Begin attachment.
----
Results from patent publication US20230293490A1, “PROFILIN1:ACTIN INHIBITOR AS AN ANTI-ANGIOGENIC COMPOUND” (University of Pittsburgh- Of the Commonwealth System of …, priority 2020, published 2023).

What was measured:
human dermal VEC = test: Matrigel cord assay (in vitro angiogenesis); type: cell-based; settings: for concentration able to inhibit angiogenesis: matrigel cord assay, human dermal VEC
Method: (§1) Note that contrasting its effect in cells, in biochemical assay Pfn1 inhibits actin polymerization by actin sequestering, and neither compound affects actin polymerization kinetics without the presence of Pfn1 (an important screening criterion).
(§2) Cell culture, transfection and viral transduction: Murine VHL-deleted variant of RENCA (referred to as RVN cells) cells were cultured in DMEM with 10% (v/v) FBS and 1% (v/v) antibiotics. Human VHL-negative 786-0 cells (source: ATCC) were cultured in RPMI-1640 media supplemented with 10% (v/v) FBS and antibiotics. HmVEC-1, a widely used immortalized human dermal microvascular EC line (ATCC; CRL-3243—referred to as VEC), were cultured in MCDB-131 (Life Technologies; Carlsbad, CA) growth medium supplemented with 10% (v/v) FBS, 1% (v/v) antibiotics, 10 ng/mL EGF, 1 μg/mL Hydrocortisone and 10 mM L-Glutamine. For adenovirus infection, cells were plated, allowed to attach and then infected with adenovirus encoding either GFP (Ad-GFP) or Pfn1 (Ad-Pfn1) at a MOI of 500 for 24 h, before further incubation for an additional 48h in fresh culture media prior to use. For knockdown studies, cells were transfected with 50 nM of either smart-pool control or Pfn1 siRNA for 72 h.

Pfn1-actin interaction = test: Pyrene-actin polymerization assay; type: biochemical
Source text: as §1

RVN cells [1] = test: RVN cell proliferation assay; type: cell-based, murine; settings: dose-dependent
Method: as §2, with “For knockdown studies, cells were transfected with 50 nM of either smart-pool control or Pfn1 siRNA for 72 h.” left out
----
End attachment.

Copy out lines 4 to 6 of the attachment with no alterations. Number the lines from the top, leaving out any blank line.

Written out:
Method: (§1) Note that contrasting its effect in cells, in biochemical assay Pfn1 inhibits actin polymerization by actin sequestering, and neither compound affects actin polymerization kinetics without the presence of Pfn1 (an important screening criterion).
(§2) Cell culture, transfection and viral transduction: Murine VHL-deleted variant of RENCA (referred to as RVN cells) cells were cultured in DMEM with 10% (v/v) FBS and 1% (v/v) antibiotics. Human VHL-negative 786-0 cells (source: ATCC) were cultured in RPMI-1640 media supplemented with 10% (v/v) FBS and antibiotics. HmVEC-1, a widely used immortalized human dermal microvascular EC line (ATCC; CRL-3243—referred to as VEC), were cultured in MCDB-131 (Life Technologies; Carlsbad, CA) growth medium supplemented with 10% (v/v) FBS, 1% (v/v) antibiotics, 10 ng/mL EGF, 1 μg/mL Hydrocortisone and 10 mM L-Glutamine. For adenovirus infection, cells were plated, allowed to attach and then infected with adenovirus encoding either GFP (Ad-GFP) or Pfn1 (Ad-Pfn1) at a MOI of 500 for 24 h, before further incubation for an additional 48h in fresh culture media prior to use. For knockdown studies, cells were transfected with 50 nM of either smart-pool control or Pfn1 siRNA for 72 h.

Pfn1-actin interaction = test: Pyrene-actin polymerization assay; type: biochemical